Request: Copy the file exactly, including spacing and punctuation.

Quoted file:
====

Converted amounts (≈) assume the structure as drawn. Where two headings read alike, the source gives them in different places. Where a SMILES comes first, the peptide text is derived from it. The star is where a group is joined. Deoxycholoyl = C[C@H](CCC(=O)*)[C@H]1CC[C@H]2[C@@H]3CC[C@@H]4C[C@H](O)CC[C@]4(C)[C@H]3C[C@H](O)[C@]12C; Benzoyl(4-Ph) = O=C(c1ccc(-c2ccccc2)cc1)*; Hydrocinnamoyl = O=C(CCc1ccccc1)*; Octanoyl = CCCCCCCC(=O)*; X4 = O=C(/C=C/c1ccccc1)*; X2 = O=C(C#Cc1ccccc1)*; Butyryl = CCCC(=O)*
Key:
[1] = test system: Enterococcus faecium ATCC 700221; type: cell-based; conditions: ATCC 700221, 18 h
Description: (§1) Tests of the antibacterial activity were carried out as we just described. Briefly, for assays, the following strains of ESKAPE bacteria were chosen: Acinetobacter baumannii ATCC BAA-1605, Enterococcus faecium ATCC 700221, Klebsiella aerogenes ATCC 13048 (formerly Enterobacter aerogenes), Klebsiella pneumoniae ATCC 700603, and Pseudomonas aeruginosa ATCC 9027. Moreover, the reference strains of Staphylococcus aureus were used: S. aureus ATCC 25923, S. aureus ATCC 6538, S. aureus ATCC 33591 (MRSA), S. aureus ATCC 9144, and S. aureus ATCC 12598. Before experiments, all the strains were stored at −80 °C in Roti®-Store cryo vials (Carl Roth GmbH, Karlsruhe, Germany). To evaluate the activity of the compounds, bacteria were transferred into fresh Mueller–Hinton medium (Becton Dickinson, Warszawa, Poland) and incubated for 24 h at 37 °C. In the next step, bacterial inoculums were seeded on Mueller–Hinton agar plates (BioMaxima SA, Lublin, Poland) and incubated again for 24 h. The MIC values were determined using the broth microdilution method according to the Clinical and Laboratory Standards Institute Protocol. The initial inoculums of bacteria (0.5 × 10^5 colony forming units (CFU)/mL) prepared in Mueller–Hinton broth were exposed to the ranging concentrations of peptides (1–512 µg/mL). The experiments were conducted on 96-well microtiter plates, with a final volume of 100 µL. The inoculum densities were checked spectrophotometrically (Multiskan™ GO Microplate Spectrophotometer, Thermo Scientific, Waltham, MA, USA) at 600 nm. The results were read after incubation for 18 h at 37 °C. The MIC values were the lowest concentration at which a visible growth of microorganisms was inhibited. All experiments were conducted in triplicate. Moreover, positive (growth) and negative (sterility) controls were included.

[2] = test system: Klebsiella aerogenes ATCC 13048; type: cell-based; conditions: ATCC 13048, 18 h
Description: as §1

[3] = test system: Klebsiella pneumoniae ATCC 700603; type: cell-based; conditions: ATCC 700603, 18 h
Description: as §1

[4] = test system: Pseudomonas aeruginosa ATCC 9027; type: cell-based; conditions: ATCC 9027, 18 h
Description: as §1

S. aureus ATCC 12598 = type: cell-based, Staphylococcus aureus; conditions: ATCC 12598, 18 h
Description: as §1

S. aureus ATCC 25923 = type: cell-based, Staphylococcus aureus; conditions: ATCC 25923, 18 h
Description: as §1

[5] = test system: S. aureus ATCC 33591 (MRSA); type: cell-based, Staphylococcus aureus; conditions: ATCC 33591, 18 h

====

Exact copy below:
Converted amounts (≈) assume the structure as drawn. Where two headings read alike, the source gives them in different places. Where a SMILES comes first, the peptide text is derived from it. The star is where a group is joined. Deoxycholoyl = C[C@H](CCC(=O)*)[C@H]1CC[C@H]2[C@@H]3CC[C@@H]4C[C@H](O)CC[C@]4(C)[C@H]3C[C@H](O)[C@]12C; Benzoyl(4-Ph) = O=C(c1ccc(-c2ccccc2)cc1)*; Hydrocinnamoyl = O=C(CCc1ccccc1)*; Octanoyl = CCCCCCCC(=O)*; X4 = O=C(/C=C/c1ccccc1)*; X2 = O=C(C#Cc1ccccc1)*; Butyryl = CCCC(=O)*
Key:
[1] = test system: Enterococcus faecium ATCC 700221; type: cell-based; conditions: ATCC 700221, 18 h
Description: (§1) Tests of the antibacterial activity were carried out as we just described. Briefly, for assays, the following strains of ESKAPE bacteria were chosen: Acinetobacter baumannii ATCC BAA-1605, Enterococcus faecium ATCC 700221, Klebsiella aerogenes ATCC 13048 (formerly Enterobacter aerogenes), Klebsiella pneumoniae ATCC 700603, and Pseudomonas aeruginosa ATCC 9027. Moreover, the reference strains of Staphylococcus aureus were used: S. aureus ATCC 25923, S. aureus ATCC 6538, S. aureus ATCC 33591 (MRSA), S. aureus ATCC 9144, and S. aureus ATCC 12598. Before experiments, all the strains were stored at −80 °C in Roti®-Store cryo vials (Carl Roth GmbH, Karlsruhe, Germany). To evaluate the activity of the compounds, bacteria were transferred into fresh Mueller–Hinton medium (Becton Dickinson, Warszawa, Poland) and incubated for 24 h at 37 °C. In the next step, bacterial inoculums were seeded on Mueller–Hinton agar plates (BioMaxima SA, Lublin, Poland) and incubated again for 24 h. The MIC values were determined using the broth microdilution method according to the Clinical and Laboratory Standards Institute Protocol. The initial inoculums of bacteria (0.5 × 10^5 colony forming units (CFU)/mL) prepared in Mueller–Hinton broth were exposed to the ranging concentrations of peptides (1–512 µg/mL). The experiments were conducted on 96-well microtiter plates, with a final volume of 100 µL. The inoculum densities were checked spectrophotometrically (Multiskan™ GO Microplate Spectrophotometer, Thermo Scientific, Waltham, MA, USA) at 600 nm. The results were read after incubation for 18 h at 37 °C. The MIC values were the lowest concentration at which a visible growth of microorganisms was inhibited. All experiments were conducted in triplicate. Moreover, positive (growth) and negative (sterility) controls were included.

[2] = test system: Klebsiella aerogenes ATCC 13048; type: cell-based; conditions: ATCC 13048, 18 h
Description: as §1

[3] = test system: Klebsiella pneumoniae ATCC 700603; type: cell-based; conditions: ATCC 700603, 18 h
Description: as §1

[4] = test system: Pseudomonas aeruginosa ATCC 9027; type: cell-based; conditions: ATCC 9027, 18 h
Description: as §1

S. aureus ATCC 12598 = type: cell-based, Staphylococcus aureus; conditions: ATCC 12598, 18 h
Description: as §1

S. aureus ATCC 25923 = type: cell-based, Staphylococcus aureus; conditions: ATCC 25923, 18 h
Description: as §1

[5] = test system: S. aureus ATCC 33591 (MRSA); type: cell-based, Staphylococcus aureus; conditions: ATCC 33591, 18 h